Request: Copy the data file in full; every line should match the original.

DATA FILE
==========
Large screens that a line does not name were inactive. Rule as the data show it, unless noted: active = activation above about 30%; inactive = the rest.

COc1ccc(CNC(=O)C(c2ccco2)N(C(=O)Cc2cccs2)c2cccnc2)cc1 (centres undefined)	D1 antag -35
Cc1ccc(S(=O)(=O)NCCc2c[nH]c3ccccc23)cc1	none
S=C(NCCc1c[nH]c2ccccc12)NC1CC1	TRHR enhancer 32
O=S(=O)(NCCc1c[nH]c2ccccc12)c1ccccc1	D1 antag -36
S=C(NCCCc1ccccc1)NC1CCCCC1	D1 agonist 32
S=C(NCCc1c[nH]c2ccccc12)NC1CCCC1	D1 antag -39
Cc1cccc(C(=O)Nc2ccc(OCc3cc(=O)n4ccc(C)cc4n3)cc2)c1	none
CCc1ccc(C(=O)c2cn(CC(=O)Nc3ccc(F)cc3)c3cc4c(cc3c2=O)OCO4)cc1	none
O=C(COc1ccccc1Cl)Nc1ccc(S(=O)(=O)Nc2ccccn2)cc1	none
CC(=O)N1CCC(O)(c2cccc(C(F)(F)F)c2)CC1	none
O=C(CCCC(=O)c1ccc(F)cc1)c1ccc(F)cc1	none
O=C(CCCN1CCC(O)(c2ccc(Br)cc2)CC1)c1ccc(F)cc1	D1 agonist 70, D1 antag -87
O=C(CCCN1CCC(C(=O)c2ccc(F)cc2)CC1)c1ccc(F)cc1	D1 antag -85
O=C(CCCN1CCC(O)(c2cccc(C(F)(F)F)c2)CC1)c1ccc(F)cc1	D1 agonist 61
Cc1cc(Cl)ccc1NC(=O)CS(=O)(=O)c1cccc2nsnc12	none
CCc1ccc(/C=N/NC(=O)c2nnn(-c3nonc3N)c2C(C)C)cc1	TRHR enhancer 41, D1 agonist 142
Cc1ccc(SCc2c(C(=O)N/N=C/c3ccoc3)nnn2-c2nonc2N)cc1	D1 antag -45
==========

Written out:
Large screens that a line does not name were inactive. Rule as the data show it, unless noted: active = activation above about 30%; inactive = the rest.

COc1ccc(CNC(=O)C(c2ccco2)N(C(=O)Cc2cccs2)c2cccnc2)cc1 (centres undefined)	D1 antag -35
Cc1ccc(S(=O)(=O)NCCc2c[nH]c3ccccc23)cc1	none
S=C(NCCc1c[nH]c2ccccc12)NC1CC1	TRHR enhancer 32
O=S(=O)(NCCc1c[nH]c2ccccc12)c1ccccc1	D1 antag -36
S=C(NCCCc1ccccc1)NC1CCCCC1	D1 agonist 32
S=C(NCCc1c[nH]c2ccccc12)NC1CCCC1	D1 antag -39
Cc1cccc(C(=O)Nc2ccc(OCc3cc(=O)n4ccc(C)cc4n3)cc2)c1	none
CCc1ccc(C(=O)c2cn(CC(=O)Nc3ccc(F)cc3)c3cc4c(cc3c2=O)OCO4)cc1	none
O=C(COc1ccccc1Cl)Nc1ccc(S(=O)(=O)Nc2ccccn2)cc1	none
CC(=O)N1CCC(O)(c2cccc(C(F)(F)F)c2)CC1	none
O=C(CCCC(=O)c1ccc(F)cc1)c1ccc(F)cc1	none
O=C(CCCN1CCC(O)(c2ccc(Br)cc2)CC1)c1ccc(F)cc1	D1 agonist 70, D1 antag -87
O=C(CCCN1CCC(C(=O)c2ccc(F)cc2)CC1)c1ccc(F)cc1	D1 antag -85
O=C(CCCN1CCC(O)(c2cccc(C(F)(F)F)c2)CC1)c1ccc(F)cc1	D1 agonist 61
Cc1cc(Cl)ccc1NC(=O)CS(=O)(=O)c1cccc2nsnc12	none
CCc1ccc(/C=N/NC(=O)c2nnn(-c3nonc3N)c2C(C)C)cc1	TRHR enhancer 41, D1 agonist 142
Cc1ccc(SCc2c(C(=O)N/N=C/c3ccoc3)nnn2-c2nonc2N)cc1	D1 antag -45